Save our oceans

The humble sea cucumber is helping villagers in Madagascar secure a better future – and reaping huge benefits for the area’s marine biodiversity.

oceans 3
Edinburgh geosciences students at work with colleagues from Blue Ventures in Madagascar.

In 2001 Edinburgh undergraduate Alasdair Harris left the slate-grey waters of the Firth of Forth and travelled to the south-west coast of Madagascar, a place of ultramarine sea and blinding white sand.

His mission was to explore the local coral reefs, one of the largest such ecosystems in the world. By his own admission, he arrived armed only with “extraordinary hubris and a shiny degree in zoology”.

Both were rendered near useless by what he encountered in the middle of the Indian Ocean. Decades of over-fishing and rising sea temperatures had destroyed the reefs and much of the sea life.

According to the local Vezo communities, in the 1980s fishermen could fill an entire canoe with fish in just a few hours. Now, with dwindling stocks, that had become a fantastical talet o tell children around campfires.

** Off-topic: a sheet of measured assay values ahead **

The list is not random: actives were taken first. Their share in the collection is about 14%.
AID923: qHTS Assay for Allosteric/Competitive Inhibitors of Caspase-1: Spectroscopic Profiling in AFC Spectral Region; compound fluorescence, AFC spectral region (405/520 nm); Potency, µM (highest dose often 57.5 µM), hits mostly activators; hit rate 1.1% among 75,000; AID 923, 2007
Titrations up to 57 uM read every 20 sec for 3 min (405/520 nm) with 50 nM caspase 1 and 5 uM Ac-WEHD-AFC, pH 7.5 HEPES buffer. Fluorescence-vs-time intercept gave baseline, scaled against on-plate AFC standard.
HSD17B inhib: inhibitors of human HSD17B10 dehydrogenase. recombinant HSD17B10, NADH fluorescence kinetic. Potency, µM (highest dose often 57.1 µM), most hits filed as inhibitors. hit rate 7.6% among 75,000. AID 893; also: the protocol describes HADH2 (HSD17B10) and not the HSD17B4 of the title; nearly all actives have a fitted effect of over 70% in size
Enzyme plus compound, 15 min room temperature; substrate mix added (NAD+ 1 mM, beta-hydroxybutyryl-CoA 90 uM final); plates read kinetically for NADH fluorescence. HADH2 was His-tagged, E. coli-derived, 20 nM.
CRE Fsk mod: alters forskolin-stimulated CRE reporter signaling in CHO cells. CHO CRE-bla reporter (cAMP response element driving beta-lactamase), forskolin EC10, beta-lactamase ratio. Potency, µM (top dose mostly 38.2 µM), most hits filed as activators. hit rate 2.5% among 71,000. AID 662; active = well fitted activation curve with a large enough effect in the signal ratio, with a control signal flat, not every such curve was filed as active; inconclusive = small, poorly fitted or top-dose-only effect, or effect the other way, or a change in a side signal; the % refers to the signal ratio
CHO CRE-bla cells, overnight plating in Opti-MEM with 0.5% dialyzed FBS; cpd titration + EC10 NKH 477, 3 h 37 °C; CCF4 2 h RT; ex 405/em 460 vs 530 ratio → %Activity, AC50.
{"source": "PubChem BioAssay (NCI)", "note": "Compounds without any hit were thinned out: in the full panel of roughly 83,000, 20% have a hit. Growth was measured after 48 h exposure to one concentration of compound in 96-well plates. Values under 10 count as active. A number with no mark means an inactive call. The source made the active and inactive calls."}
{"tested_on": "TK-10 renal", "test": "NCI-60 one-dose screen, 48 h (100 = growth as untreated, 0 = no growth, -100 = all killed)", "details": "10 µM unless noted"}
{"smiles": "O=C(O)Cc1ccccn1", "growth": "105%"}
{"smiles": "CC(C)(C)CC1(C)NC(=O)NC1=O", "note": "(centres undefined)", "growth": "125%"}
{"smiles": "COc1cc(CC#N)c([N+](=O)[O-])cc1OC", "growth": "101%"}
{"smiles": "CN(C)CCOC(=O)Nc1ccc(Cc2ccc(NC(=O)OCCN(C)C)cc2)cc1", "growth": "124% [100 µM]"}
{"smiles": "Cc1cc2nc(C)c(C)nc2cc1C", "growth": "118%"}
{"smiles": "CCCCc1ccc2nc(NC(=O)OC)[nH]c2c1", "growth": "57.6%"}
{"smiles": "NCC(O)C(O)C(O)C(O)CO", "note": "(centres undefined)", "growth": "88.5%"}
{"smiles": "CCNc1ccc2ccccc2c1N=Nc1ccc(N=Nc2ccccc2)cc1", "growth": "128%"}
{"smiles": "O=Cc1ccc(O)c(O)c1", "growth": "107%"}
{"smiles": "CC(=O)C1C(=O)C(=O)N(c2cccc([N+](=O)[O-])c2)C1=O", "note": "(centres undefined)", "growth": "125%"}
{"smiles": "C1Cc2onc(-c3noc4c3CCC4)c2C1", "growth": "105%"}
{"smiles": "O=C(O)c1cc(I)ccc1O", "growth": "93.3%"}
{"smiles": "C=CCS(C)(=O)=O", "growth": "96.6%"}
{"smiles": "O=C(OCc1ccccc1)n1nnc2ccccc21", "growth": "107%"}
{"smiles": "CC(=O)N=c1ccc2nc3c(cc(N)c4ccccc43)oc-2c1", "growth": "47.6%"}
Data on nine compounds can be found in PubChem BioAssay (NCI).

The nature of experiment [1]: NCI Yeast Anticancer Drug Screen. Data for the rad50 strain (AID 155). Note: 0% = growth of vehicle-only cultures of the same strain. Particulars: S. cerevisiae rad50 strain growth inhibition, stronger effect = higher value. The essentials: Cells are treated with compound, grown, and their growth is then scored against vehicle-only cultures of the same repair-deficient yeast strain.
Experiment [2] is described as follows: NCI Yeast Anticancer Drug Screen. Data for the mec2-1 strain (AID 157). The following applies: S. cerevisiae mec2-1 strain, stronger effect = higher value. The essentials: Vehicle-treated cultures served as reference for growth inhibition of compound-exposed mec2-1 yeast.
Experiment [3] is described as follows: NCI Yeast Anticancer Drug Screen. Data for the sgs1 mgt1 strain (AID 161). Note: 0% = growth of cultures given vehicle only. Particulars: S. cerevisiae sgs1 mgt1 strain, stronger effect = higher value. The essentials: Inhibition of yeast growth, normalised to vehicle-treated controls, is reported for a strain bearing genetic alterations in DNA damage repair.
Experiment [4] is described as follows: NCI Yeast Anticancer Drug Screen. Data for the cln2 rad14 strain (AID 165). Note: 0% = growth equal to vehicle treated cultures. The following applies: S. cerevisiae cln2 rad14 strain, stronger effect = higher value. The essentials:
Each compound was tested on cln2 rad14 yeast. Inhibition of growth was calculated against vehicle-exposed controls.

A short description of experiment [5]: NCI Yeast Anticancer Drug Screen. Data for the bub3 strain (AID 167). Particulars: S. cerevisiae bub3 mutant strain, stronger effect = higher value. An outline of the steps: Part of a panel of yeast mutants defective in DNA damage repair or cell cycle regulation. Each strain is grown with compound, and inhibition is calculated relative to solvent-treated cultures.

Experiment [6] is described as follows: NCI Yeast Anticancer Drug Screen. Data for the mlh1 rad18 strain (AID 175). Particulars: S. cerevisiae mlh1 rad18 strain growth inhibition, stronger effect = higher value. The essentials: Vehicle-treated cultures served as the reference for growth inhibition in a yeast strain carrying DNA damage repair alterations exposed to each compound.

Isolation and poverty meant that these communities were extremely vulnerable to such changes. They were dependent on fishing for food, income and identity. There was no alternative.

My scientific skills alone weren’t going to affect change. I needed toroll up my sleeves and get alongside these people.

Alasdair Harris

“What that trip taught me aged 21 was that science alone was interesting, but wasn’t going to shift the needle on any of the fundamentally human challenges and tragedies that people in Madagascar were facing,” says Dr Harris.

“My scientific skills alone weren’t going to affect change. I needed to roll up my sleeves and get alongside these people.”

He never really left.

Fast forward to 2015. The University of Edinburgh and the Prince Albert II of Monaco Foundation had recently signed an agreement and were looking for ways to collaborate. And so Dr Meriwether Wilson found herself by the yacht-flecked marina in Monaco.

A Senior Lecturer in Marine Science and Policy, she was attending the Monaco Blue Initiative, the Foundation’s platform for discussing current and future global challenges for oceans management and conservation.

Dr Harris was also there. In the intervening years, he had set up Blue Ventures, an NGO dedicated to protecting marine biodiversity in ways that benefit coastal people. He was already seeing significant results. Almost 20 per cent of Madagascar’s coastline was now under community management.